Movie Guide

Ratings and comments by David Sterritt and Monitor staff Staff comments reflect the sometimes diverse views of at least three other moviegoers. Information on violence, drugs, sex/nudity, and profanity is compiled by the Monitor panel.


**** Excellent *** Good ** Fair * Poor DUD The Worst

Fever (Not rated)

Director: Alex Winter. With Henry Thomas, David O'Hara, Bill Duke, Teri Hatcher, John Tracy. (93 min.)

Sterritt ** A murder in a rundown apartment building sparks a series of strange events in the life of a psychologically unsteady man. This offbeat drama has more atmosphere than logic, but a few sequences are strikingly well acted and filmed.

Hannibal (R)

Director: Ridley Scott. With Anthony Hopkins, Julianne Moore, Ray Liotta, Giancarlo Giannini, Frankie R. Faison, Francesca Neri. (131 min.)

Sterritt *** Hopkins returns as Hannibal Lector, the brilliant psychiatrist with a sadistic personality, a weakness for cannibalism, and an odd affection for FBI agent Clarice Starling, this time played by Moore in a performance as inventive as Jodie Foster's in "The Silence of the Lambs" a decade earlier. Scott has directed the picture with his usual heavy touch - even the boisterous "Lambs" seems subtle by comparison - and much of the action is as ponderous as it is predictable. Lector fans will get their fill, but be warned that the menu contains at least two scenes with over-the-top excesses that Hannibal himself might not want to swallow.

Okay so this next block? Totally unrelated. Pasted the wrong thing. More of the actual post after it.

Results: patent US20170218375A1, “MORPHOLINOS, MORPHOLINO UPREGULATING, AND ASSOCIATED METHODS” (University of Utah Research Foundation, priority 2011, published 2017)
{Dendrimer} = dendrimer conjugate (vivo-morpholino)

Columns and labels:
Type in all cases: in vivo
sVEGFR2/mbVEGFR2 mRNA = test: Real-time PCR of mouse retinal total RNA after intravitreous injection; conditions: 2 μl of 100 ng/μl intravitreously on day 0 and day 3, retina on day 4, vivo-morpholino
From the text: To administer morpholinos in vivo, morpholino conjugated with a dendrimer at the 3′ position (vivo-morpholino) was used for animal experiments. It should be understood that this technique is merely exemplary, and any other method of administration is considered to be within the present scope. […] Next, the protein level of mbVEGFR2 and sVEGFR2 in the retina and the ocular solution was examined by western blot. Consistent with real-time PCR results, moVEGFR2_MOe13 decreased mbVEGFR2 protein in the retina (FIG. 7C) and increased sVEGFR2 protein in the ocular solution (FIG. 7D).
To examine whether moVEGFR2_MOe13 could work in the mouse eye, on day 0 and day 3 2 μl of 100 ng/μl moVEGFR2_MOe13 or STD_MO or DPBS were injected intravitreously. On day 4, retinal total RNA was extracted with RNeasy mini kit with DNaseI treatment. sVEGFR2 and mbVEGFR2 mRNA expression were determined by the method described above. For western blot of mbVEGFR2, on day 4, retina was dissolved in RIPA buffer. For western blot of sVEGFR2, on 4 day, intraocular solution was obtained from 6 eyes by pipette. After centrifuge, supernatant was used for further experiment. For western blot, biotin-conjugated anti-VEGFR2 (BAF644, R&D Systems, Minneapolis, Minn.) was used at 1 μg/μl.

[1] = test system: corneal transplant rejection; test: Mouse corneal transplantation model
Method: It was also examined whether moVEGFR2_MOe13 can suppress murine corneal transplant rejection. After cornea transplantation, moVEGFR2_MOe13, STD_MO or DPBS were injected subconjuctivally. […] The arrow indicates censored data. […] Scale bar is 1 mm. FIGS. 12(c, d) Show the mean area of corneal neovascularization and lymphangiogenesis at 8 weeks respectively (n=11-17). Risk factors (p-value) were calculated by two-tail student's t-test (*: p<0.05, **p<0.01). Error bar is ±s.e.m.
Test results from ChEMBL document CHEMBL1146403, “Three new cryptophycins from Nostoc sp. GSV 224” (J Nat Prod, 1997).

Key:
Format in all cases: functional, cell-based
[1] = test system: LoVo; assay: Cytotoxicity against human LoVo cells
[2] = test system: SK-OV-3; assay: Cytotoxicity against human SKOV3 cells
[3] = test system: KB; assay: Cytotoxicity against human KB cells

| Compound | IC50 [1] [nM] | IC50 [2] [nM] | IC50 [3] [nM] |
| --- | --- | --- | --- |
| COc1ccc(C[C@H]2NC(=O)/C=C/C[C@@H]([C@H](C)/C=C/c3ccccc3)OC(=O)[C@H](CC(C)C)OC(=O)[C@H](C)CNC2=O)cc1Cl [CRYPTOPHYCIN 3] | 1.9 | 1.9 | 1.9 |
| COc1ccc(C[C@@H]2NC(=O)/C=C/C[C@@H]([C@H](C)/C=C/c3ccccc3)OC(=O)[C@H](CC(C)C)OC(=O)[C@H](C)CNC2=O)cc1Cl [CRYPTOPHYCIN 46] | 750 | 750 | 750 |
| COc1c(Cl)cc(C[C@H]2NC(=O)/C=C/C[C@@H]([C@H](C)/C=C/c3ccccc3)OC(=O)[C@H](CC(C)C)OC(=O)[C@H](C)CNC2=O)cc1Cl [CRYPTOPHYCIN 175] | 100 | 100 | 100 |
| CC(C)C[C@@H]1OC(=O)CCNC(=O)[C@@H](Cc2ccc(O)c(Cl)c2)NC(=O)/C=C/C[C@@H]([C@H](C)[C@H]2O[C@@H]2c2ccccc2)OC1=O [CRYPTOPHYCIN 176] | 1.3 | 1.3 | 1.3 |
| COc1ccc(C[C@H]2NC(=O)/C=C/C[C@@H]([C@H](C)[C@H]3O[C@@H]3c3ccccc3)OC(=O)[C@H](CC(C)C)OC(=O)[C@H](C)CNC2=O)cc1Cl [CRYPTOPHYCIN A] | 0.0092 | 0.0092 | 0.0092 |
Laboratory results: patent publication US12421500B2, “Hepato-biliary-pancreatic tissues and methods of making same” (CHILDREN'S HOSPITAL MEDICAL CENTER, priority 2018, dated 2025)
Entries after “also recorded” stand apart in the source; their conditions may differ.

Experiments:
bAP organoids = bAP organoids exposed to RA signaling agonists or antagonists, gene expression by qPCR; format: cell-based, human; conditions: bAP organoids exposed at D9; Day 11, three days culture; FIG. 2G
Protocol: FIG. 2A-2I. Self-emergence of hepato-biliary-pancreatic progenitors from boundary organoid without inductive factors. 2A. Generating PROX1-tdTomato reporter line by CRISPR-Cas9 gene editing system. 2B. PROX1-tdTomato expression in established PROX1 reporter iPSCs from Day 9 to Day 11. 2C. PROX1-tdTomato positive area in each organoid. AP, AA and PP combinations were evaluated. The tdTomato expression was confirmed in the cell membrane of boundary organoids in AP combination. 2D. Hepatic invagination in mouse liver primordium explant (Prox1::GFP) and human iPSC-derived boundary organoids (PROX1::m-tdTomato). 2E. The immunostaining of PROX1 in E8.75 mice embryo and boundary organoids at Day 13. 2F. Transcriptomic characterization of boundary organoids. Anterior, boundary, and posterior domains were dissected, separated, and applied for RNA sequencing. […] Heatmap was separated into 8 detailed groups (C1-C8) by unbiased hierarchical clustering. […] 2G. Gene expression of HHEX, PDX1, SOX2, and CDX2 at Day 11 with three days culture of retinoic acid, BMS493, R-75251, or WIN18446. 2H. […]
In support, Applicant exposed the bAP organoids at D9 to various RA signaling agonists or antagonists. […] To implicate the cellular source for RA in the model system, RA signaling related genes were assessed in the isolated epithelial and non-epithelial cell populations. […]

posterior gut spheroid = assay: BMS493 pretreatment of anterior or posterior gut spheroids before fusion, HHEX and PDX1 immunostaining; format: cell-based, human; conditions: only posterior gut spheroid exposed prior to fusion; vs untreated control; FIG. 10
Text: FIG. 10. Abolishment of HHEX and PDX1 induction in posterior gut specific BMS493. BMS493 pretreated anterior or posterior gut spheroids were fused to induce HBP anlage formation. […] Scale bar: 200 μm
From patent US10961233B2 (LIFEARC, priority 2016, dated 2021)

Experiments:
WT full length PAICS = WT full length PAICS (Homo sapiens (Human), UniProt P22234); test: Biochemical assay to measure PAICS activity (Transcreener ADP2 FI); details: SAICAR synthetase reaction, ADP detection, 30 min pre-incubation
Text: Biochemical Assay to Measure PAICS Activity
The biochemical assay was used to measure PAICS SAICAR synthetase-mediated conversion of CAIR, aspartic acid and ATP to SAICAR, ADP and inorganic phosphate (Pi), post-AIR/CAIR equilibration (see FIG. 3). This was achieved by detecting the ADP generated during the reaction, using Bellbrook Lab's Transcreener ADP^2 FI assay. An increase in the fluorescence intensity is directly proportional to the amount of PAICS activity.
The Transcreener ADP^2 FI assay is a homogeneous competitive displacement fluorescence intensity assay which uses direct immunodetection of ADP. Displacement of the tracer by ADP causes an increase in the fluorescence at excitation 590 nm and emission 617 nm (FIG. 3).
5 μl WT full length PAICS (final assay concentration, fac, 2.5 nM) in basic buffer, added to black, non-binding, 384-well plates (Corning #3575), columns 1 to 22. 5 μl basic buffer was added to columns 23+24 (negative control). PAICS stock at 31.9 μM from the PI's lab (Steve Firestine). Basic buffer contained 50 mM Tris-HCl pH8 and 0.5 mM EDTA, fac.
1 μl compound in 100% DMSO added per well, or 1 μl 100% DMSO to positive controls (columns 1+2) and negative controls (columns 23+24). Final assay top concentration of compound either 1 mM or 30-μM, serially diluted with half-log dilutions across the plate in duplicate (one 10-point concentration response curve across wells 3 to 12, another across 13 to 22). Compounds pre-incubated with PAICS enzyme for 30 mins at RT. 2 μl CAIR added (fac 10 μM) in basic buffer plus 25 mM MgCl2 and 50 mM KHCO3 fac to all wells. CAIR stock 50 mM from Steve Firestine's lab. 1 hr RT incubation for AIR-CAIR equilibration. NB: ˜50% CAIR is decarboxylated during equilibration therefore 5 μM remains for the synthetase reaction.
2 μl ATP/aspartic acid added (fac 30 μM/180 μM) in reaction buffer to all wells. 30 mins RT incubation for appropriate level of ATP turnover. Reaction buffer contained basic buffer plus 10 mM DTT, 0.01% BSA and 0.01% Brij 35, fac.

The Taste of Others (Not rated)

Director: Agnes Jaoui. With Agnes Jaoui, Alain Chabat, Anne Alvaro, Gerard Lanvin, Jean-Pierre Bacri. (112 min.)

Steritt *** Why does affection sometimes grow between people who seem to have little or nothing in common? That's the tantalizing question running through this capably acted comedy-drama about a jaded businessman who falls in love with an actress the first time he sees her onstage. The movie doesn't reach any startling conclusions, but it takes an entertaining look at the social and romantic issues its story brings up. In French with English subtitles


Before Night Falls (R)

Director: Julian Schnabel. With Javier Bardem, Olivier Martinez, Andrea Di Stefano, Johnny Depp, Michael Wincott, Sean Penn. (125 min.)

Sterritt *** Politics and humanism find an engrossing balance in this ambitious drama based on the life of Reinaldo Arenas, a gay Cuban poet who was persecuted by the homophobic Castro regime. Bardem gives a star-making performance, but Schnabel's filmmaking doesn't have quite as much visual imagination as his previous bio-pic, the excellent "Basquiat."